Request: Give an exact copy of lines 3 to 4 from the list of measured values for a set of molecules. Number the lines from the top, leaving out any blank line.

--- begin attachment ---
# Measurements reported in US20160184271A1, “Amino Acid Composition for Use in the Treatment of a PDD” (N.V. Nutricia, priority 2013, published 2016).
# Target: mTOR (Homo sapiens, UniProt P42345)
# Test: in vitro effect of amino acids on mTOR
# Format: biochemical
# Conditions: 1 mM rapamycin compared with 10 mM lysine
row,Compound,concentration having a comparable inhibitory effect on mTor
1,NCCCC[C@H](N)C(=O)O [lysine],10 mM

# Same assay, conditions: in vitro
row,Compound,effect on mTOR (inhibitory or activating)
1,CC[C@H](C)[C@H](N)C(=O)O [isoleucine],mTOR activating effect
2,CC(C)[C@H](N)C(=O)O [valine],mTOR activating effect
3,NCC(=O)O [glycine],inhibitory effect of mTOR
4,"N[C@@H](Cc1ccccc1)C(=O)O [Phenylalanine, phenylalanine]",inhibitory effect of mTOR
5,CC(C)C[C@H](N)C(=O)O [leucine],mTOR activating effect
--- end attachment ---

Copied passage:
# Test: in vitro effect of amino acids on mTOR
# Format: biochemical